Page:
As a meeting planner, your co-workers most certainly think your gig is glamourous. Hallway conversations tend to center around, "where are you headed next?" "how many stamps in your passport?", or "how was Maui?" They never ask, "hey, how many salespeople hit their goal?", or "looks like you had a great turnout at the conference." And planners know that's what drives success.
The most important part of planning an incentive trip isn't where you go, it’s why you're going and how you get there. Too often when designing an incentive program, executives want to start with the wow factor. And while that is important, planning a really successful incentive program should always start by figuring out why you're spending all that money in the first place.
A survey by the Incentive Research Foundation [theirf.org] indicates that growing sales and profitability are, unsurprisingly, the key reasons. They are followed by building relationships with employees, increasing productivity, and employee engagement.
Goal-setting Program objectives should run deeper than just, "we want to boost sales." They should reinforce a broader strategy. One important part of that is targeting the goals correctly. It's not enough to just say we want to increase sales, or profitability. Be specific. For example:
These goals should be kept at the front of the planner’s mind throughout the planning process, and should inform every decision that is made.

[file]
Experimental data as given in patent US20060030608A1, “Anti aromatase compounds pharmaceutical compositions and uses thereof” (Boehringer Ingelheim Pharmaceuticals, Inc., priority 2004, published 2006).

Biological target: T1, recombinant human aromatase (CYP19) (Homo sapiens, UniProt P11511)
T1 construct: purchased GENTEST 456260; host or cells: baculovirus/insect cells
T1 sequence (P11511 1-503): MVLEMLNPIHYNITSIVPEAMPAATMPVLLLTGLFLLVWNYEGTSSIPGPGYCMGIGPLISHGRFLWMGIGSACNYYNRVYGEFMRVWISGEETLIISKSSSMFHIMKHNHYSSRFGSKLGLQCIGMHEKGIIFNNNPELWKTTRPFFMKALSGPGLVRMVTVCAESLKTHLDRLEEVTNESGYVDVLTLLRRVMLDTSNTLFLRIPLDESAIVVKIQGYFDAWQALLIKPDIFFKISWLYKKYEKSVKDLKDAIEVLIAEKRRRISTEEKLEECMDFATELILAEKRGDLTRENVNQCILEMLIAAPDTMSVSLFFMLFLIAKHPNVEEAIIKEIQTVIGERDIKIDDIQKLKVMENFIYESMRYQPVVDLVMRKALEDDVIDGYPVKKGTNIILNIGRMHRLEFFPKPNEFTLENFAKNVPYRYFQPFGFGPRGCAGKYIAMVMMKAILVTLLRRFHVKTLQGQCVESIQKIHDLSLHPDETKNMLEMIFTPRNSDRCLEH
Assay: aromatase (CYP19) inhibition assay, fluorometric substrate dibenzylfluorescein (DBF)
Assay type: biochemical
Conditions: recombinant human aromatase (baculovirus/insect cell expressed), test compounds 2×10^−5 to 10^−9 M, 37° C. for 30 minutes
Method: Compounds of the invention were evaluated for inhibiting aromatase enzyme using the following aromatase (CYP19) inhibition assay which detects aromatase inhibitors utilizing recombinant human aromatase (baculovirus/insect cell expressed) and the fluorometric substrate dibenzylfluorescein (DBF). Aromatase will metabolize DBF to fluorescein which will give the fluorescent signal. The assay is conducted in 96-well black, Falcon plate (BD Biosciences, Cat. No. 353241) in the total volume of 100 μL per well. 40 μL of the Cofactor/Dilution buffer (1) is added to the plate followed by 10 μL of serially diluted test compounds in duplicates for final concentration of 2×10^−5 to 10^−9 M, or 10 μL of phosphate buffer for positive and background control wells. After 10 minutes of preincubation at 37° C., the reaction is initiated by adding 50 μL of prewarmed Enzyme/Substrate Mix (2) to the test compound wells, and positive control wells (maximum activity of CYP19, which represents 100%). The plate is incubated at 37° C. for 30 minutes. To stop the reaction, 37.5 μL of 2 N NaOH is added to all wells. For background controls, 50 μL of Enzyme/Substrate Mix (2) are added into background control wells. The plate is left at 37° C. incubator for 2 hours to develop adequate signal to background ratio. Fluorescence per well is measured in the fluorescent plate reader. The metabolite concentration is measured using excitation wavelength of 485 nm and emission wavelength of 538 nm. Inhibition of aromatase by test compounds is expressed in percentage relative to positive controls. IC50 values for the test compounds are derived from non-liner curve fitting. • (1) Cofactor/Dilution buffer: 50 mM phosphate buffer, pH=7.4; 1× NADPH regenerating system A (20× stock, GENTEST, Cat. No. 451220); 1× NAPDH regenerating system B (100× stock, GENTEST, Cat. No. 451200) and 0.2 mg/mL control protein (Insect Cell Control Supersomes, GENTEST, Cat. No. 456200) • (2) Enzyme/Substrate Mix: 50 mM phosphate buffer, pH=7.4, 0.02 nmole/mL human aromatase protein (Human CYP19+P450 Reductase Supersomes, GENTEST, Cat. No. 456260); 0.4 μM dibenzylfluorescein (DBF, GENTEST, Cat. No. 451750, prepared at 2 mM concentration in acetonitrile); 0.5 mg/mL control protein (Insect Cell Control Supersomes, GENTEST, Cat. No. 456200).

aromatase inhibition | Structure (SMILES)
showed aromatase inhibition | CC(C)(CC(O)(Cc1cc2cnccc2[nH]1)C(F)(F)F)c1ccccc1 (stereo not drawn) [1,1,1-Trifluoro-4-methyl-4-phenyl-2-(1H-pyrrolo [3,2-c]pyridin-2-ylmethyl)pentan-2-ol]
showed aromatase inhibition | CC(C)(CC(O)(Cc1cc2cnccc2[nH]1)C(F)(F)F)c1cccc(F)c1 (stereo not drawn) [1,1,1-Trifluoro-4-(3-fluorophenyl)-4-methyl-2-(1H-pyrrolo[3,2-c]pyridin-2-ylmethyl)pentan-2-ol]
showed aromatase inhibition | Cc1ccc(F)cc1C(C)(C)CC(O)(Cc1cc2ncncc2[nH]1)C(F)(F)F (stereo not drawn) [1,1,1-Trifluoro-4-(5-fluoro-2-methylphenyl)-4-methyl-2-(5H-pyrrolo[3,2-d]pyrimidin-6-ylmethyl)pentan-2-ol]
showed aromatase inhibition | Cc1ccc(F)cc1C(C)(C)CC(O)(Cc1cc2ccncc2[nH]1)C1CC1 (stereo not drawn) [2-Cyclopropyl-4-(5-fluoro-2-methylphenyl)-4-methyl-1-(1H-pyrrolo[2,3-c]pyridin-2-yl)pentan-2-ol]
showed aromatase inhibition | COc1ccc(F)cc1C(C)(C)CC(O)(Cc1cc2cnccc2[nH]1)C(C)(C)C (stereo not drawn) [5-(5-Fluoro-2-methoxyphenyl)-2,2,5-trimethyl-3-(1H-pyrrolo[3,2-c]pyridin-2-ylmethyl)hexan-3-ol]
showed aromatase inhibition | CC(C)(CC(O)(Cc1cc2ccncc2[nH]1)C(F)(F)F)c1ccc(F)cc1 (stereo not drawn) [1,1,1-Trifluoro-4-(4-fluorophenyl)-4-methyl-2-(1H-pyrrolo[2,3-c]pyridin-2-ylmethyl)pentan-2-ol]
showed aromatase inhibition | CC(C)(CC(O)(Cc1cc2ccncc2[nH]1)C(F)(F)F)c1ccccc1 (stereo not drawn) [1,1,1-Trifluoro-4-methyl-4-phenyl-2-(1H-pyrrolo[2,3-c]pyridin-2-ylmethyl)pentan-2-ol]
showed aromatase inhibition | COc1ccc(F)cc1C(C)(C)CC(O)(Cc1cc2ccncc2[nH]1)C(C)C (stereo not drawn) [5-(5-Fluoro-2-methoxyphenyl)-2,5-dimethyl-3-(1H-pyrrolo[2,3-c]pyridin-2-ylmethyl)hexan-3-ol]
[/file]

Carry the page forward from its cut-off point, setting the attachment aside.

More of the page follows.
If it's a meeting, are you gathering to share information, excite the team, or get the salespeople behind a new strategy that requires them to change the way they've always done things?
Rule-setting Once you've figured out the why, you have to go about designing program rules that reinforce that goal.
Defining and motivating your audience Another important factor is creating a program that does more than just focus on the "A" players, that 10 percent of your sales people that account for a large percent of your sales. An incentive program that pushes the program participants who make up the "B" players by even a little bit will have a profound impact.
Prove and improve Measurement can prove the program's value and improve the design going forward. While research from the IRF shows that nearly three-quarters of buyers believe their programs are meeting their objectives, only one in four actually tries to measure their return on investment (ROI) or return on objective (ROO) to know if it really is. And fewer than half think those measurements even have any value.
Potential realized Business isn’t business without people meeting people. That's where meetings, conferences and incentives come in. And those events are only as successful as the work a talented planner puts into them.
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